The Power of Emotion

Essay by Plagerizer2004High School, 10th gradeA+, June 2004

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The power of emotion is illustrated in literature. The control that one's emotions have over that person is so strong that they will usually take precedence over his common sense and logical reasoning. It is rare that a character will find himself in a situation where he is not emotionally inclined toward a particular group, cause, or another character. These emotions hinder his ability to think as rationally and logically as he otherwise would. The character's judgments, decisions, and actions are therefore not a result of clear thinking, but of his personal sentiments. Characters tend to act upon feelings of anger, hatred, affection, and jealousy rather than reason. Although in life having one's emotions motivate a person's actions will probably bring about unpleasant endings, in literature it provides interesting twists in the story's plot.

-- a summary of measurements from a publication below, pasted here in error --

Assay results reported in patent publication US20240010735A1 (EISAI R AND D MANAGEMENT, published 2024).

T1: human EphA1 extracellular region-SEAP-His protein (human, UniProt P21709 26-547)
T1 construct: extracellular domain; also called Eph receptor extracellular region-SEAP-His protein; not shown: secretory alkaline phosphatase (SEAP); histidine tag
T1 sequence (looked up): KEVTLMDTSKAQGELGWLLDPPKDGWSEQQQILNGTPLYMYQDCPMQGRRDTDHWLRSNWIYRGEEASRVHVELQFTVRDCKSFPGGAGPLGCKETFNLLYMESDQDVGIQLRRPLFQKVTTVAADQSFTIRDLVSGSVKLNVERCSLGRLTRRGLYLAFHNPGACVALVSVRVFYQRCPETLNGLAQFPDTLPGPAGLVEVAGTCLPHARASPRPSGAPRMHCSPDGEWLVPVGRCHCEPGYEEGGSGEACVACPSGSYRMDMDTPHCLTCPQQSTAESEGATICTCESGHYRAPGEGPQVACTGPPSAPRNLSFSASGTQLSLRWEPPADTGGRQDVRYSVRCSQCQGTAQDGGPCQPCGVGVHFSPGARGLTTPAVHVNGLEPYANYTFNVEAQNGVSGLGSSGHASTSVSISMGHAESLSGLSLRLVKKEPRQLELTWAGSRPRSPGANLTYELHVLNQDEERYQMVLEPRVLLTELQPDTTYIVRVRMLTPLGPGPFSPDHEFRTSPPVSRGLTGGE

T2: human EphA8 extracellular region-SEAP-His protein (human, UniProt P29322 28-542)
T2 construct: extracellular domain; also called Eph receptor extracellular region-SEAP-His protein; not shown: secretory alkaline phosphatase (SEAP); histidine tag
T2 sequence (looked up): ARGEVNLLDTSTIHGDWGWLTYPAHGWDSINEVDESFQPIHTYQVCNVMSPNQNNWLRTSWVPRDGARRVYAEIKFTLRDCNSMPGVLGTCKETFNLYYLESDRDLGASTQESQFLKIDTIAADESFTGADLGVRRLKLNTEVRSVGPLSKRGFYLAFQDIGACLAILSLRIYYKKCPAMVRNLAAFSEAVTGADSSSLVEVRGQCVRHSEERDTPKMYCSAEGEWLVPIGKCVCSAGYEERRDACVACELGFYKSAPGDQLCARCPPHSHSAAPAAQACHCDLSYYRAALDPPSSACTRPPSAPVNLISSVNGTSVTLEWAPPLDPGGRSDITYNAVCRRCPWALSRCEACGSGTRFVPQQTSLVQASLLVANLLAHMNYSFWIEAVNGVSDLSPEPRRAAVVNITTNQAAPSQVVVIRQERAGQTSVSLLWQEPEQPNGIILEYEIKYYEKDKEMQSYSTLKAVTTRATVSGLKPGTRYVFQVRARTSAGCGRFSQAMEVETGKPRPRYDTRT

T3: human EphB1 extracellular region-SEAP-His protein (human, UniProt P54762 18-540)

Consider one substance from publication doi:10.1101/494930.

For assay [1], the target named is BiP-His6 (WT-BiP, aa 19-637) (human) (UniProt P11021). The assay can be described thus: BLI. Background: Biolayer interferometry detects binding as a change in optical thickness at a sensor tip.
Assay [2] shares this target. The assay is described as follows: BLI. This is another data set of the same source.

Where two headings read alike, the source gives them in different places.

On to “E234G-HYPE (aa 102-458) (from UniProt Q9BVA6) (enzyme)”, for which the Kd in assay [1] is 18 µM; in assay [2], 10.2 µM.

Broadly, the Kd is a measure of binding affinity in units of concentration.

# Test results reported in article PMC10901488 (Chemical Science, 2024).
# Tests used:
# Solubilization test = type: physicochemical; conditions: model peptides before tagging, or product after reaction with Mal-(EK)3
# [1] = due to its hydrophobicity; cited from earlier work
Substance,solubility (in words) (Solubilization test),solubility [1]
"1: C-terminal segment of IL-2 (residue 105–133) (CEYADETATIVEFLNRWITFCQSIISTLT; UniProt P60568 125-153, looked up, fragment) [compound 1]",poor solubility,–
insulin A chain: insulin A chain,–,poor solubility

Edgar Allen Poe's short story, "The Cask of Amontillado," provides the prime example of how literary characters' emotions compel their actions.

Poe uses feeling of pride, jealousy, and revenge to convey this idea in his story. Poe does not specify what Fortunato had done to offend Montresor, suggesting that it was something insignificant, and surely not deserving a punishment as severe as death. Additionally, the fact that Fortunato followed Montresor willingly into his dungeon and was in no way wary of him shows that whatever Fortunato had done to Montresor he must have deemed trivial.

Consequently, having shown that the crime committed was something small and petty, the only thing that sparked Montresor's unmerciful revenge was his feeling of self-pride. Logically, it does not make sense to kill someone over an insignificant incident, but Montresor had such an extreme feeling of pride for himself and for his family name that it drove him to murdering Fortunato in order to uphold it. He...